Tuesday, 13 April 2021


David Gascoigne from Canada suggested in his comment to my last post that I dissect some Barn Owl pellets and make this part of a blog. David and Miriam both visited us, and David being the only person who comments on my posts who has visited and seen a Barn Owl in situ , Richard brought David over of an evening and sat him in a chair at the end of our patio, some 60 metres from the nearest box and after a very short time a Barn Owl appeared, did the normal  wing and leg stretching before flying away, it all worked perfectly as if by clockwork.

If I had realized  the time this would take in the dissection of the pellets before starting this venture I think I would have had second thoughts on commencing but once underway you have to finish. I have to date spent in excess of 7hrs on this escapade and will soon get them photographed , but in the meantime  I have had a search on line and found some dissected by a lady {Melissa Harrison} and I can only wonder at the hours she must have spent on carrying out this exercise,  but on my attempts it must have taken her several days. 

Pellets are regurgitated by the owls in getting rid of the non digestible  elements of the food, this being after my dissection efforts , mostly skin and fur,  and a smaller element being bones. \to be truthful a really sticky mess.

Dissection by Melissa Harrison {Bless her and the time it must have taken}

Skulls and Jaws, { Mouse}

Pelvic bones, [ mouse]

Barn Owl Science Courtesy  of the Barn Owl Trust.[ of which I am a member.]

Lastly my meagre efforts.

These are from seven pellets I collected over Saturday[3] and Sunday [4] from under the large box.
The idea is you soak the pellets in warm soapy water to soften the pellet then dissect with tooth picks and tweezers.

This after being soaked in hot soapy water several times and then allowed to drain. Then the dissection begins with tooth picks and tweezers.

this is what I eventually had at the end, skin and fur and still some bones, a horrible sticky mess.

to the top I have placed skulls, below jaws and teeth, bottom left are thigh bones, bottom right are pelvic bones.

In 2017 we had a major influx of Waxwing, these beautiful birds were dotted all over the county and the ones below were in the village of Glenfield that is situated approximately half way between our village and the City of Leicester.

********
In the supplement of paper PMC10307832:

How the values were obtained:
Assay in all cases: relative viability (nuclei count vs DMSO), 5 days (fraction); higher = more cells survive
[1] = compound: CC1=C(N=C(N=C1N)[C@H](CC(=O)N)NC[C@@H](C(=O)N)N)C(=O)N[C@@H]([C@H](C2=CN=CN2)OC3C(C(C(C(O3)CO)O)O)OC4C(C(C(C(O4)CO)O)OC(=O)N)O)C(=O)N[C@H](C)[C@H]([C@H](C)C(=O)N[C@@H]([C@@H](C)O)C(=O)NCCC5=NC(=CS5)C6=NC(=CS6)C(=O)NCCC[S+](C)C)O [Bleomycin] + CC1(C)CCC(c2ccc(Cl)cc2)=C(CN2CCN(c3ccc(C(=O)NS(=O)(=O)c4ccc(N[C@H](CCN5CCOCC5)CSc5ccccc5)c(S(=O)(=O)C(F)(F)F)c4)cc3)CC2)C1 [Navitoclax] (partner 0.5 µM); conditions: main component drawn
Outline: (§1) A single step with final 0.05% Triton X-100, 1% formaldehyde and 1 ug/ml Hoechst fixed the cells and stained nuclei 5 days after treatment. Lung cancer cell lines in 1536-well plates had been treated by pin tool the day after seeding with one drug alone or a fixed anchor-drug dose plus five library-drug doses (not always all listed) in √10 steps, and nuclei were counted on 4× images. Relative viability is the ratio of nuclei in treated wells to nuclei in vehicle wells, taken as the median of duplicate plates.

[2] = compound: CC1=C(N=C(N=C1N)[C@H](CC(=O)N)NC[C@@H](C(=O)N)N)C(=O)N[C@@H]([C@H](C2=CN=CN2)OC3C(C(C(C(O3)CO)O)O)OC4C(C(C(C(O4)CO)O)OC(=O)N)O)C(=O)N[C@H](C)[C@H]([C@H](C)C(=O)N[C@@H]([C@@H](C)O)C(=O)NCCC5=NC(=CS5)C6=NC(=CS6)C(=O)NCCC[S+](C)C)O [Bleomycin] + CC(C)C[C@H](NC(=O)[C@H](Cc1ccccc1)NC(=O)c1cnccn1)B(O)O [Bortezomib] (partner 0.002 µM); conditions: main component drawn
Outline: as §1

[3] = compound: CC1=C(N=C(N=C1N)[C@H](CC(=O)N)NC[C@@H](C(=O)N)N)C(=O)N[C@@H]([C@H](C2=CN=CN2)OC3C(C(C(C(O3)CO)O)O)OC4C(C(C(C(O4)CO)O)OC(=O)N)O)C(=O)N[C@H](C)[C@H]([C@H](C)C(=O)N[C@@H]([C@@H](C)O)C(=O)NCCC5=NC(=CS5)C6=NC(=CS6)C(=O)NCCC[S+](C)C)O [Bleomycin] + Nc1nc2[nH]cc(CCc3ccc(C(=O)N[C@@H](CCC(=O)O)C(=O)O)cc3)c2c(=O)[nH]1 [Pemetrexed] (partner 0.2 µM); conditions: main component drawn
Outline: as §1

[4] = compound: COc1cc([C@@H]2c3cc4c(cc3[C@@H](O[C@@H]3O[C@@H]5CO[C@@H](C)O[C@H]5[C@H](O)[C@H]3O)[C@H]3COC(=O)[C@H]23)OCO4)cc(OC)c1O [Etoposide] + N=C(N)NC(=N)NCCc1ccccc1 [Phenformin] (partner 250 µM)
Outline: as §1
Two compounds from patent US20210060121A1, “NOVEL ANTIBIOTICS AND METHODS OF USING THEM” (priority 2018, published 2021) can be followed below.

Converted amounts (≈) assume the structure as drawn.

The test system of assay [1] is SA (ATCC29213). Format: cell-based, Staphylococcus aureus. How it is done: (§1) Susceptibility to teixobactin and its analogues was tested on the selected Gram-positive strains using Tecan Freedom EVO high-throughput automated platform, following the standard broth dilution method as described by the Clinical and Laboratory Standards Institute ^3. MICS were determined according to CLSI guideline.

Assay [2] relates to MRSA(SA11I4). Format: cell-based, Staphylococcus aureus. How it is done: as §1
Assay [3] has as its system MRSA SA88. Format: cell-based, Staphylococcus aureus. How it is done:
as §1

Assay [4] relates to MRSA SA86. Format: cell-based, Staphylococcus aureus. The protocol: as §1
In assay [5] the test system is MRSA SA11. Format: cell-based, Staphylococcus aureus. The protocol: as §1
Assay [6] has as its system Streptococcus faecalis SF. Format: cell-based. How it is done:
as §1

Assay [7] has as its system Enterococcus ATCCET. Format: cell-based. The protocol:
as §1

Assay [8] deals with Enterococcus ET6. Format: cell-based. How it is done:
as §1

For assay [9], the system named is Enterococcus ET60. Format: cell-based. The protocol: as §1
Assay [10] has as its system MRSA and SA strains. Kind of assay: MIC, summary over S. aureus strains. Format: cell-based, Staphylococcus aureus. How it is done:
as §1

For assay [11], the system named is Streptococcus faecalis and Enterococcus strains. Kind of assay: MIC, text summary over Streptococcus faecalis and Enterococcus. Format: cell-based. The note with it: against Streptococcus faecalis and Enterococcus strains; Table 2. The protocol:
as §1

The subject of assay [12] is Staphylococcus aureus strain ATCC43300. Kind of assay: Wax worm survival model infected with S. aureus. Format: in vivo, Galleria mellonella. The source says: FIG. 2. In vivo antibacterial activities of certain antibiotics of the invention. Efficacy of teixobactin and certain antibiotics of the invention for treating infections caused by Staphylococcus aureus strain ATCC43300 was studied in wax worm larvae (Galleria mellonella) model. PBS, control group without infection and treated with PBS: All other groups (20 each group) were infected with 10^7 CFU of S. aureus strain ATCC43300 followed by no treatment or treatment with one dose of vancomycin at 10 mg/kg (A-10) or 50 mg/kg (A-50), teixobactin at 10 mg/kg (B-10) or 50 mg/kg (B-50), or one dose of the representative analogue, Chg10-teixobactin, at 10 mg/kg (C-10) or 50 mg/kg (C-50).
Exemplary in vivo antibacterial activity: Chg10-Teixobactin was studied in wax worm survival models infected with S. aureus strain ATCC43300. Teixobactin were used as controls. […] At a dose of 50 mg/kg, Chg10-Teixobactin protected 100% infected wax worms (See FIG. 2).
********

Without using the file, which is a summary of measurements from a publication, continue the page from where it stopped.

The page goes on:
Here they had found a still heavily laden apple tree, where they spent many days devouring said apples much to the annoyance of the local birds. It is said that these birds will devour  between 800 and  a1000 berries a day, roughly twice the body weight, not sure as to how this relates to apples but in a few days the stripped the tree clean. They arrive in the UK sometimes in large numbers called irruptions.

Kestrel, Eyebrook Reservoir.

A bird I seem to see on a regular basis at the reservoir.

Chiff Chaff, Eyebrook Reservoir.

Out today  and heard the first one on our land.

Great Crested Grebe, Shallow Water Hide, Rutland Water.

Same bird as above.

Great Crested Grebe, Deepwater Hide.

Young on back having begged a lift.

Thank you for your visit, I hope you have found it interesting with the Barn Owl Pellet dissection, I am thinking of sending some to David to let him see what an awful job messy it is .

About Me;

Titus White:
Hi I am Richard Peglers friend Titus White, and those who follow Richards posts will understand the name and reason for it. I have been birding with Richard for 3 years and a volunteer at Rutland Water on the Osprey Project for 2 years. My early images were taken on a Nikon D80 with a 70 - 200mm lens. I updated the lens to a 70 - 300mm VR lens but still was not happy with the results. Eventually when Nikon announced the D7100 I decided to change so upgraded the camera and also invested in a Sigma 50 - 500mm lens.
I first met Richard through Arthur Costello as I was having the occasional visit from Little Owls on our land. We eventually found the Little Owls through another contact about 100 metres away. Photo's will follow on future posts.
I have recently upgraded my camera to full frame, this is a challenge I am at the moment enjoying trying to get the best out of the beast.
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